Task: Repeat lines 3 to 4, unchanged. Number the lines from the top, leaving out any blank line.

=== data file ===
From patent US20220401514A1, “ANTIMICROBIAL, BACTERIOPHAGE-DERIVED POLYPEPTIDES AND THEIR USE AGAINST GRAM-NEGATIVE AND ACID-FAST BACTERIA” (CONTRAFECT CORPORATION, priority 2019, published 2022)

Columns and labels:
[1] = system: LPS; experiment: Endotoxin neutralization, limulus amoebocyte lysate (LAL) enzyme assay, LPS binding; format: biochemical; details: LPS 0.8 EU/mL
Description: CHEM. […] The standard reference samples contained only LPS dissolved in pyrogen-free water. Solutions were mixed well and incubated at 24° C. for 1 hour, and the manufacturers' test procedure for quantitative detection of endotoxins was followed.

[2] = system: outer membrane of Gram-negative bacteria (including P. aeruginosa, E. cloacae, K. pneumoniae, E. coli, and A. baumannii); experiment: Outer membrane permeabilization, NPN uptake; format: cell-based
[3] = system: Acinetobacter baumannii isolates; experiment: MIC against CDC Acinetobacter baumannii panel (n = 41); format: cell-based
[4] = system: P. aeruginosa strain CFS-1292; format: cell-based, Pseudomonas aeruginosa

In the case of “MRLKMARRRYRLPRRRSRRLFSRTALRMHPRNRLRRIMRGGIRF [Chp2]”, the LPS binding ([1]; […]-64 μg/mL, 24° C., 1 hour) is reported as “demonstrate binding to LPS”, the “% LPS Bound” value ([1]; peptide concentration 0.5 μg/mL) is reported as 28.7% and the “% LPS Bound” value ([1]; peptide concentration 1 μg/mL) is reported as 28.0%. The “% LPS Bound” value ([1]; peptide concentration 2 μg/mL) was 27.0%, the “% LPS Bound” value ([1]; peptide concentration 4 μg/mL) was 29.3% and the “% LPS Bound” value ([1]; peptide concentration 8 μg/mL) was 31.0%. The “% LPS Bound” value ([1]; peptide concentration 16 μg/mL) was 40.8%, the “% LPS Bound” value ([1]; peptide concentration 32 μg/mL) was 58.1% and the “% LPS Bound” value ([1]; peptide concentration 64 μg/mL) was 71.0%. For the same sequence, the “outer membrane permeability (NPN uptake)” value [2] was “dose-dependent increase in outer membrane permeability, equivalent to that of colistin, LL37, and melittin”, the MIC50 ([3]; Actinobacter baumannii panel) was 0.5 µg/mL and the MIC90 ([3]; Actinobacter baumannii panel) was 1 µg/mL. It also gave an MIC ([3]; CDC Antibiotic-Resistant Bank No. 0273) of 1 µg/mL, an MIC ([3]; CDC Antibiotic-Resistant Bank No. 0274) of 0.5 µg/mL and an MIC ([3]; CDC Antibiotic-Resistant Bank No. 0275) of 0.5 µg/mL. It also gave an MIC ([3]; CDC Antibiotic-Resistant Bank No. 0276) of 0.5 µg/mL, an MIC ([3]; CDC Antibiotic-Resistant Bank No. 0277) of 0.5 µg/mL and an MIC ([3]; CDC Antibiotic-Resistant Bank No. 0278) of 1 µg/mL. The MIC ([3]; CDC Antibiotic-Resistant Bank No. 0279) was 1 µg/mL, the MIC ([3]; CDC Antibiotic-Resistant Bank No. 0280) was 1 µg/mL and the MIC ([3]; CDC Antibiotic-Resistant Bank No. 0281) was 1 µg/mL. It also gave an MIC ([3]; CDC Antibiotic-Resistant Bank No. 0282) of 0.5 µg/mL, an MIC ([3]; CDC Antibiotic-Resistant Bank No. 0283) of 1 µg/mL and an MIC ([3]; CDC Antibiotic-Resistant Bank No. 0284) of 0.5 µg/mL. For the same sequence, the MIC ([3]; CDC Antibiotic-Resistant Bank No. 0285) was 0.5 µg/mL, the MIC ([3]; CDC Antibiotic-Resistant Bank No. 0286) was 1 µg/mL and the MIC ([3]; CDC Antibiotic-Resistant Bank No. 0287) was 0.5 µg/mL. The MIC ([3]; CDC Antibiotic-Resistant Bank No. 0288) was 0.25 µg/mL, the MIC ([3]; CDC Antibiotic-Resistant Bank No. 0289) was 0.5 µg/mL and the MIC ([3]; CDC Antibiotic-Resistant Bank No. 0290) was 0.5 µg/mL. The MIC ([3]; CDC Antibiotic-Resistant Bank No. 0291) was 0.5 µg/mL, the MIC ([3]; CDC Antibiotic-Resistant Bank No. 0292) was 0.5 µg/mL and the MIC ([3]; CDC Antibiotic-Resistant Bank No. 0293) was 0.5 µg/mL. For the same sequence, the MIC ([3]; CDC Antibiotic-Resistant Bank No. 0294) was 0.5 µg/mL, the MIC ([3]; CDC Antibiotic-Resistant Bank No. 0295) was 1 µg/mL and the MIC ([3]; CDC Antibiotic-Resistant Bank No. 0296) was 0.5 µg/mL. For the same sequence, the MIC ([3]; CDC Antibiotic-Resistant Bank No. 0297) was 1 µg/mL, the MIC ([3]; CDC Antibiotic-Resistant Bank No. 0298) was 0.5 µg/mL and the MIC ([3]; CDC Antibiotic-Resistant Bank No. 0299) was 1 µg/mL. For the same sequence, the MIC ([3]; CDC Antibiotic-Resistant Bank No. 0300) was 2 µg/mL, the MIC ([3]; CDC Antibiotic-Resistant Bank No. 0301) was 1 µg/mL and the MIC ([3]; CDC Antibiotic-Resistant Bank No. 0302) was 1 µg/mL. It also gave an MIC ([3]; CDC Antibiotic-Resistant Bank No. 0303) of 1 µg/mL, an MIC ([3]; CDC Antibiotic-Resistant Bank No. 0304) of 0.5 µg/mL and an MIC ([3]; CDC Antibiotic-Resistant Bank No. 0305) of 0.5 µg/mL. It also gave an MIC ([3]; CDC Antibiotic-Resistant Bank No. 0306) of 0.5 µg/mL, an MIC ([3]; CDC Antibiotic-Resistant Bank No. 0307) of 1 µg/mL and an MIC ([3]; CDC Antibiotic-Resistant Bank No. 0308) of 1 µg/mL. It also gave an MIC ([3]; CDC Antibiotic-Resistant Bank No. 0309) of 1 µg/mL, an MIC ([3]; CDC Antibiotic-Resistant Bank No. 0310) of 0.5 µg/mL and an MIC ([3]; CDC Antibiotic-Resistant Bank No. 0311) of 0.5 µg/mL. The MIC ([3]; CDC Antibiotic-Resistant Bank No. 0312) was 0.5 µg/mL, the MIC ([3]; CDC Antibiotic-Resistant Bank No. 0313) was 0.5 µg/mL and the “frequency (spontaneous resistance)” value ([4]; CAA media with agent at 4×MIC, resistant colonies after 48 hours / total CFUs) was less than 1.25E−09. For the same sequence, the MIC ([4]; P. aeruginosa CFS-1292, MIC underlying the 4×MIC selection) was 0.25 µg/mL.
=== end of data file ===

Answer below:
[1] = system: LPS; experiment: Endotoxin neutralization, limulus amoebocyte lysate (LAL) enzyme assay, LPS binding; format: biochemical; details: LPS 0.8 EU/mL
Description: CHEM. […] The standard reference samples contained only LPS dissolved in pyrogen-free water. Solutions were mixed well and incubated at 24° C. for 1 hour, and the manufacturers' test procedure for quantitative detection of endotoxins was followed.